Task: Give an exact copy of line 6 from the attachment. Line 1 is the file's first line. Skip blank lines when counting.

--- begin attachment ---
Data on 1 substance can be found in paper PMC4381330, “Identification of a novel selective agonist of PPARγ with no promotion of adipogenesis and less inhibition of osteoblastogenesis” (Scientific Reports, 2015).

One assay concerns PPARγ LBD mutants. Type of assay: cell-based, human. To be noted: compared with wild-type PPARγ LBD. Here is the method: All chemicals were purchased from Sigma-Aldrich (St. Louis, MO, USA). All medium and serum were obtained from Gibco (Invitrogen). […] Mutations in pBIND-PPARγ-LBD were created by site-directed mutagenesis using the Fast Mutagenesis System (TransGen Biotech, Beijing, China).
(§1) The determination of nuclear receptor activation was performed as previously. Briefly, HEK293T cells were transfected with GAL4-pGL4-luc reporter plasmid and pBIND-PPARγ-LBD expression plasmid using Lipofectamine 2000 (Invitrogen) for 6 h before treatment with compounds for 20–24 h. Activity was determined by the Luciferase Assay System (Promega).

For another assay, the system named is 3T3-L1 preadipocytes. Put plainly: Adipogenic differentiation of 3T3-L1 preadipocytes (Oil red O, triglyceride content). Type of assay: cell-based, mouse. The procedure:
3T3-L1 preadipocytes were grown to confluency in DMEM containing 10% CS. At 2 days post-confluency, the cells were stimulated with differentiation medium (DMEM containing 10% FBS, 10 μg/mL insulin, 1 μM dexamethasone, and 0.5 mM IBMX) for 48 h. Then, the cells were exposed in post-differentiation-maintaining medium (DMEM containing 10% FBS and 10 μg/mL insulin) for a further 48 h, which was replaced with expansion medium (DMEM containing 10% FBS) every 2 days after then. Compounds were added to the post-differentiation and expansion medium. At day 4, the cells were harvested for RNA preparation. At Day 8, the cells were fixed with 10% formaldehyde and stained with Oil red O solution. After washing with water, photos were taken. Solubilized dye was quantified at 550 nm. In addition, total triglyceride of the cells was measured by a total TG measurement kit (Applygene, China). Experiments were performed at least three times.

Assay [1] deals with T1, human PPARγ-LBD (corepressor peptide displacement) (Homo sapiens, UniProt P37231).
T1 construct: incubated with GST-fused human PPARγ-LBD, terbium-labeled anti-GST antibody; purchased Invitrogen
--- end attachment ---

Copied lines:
Assay [1] deals with T1, human PPARγ-LBD (corepressor peptide displacement) (Homo sapiens, UniProt P37231).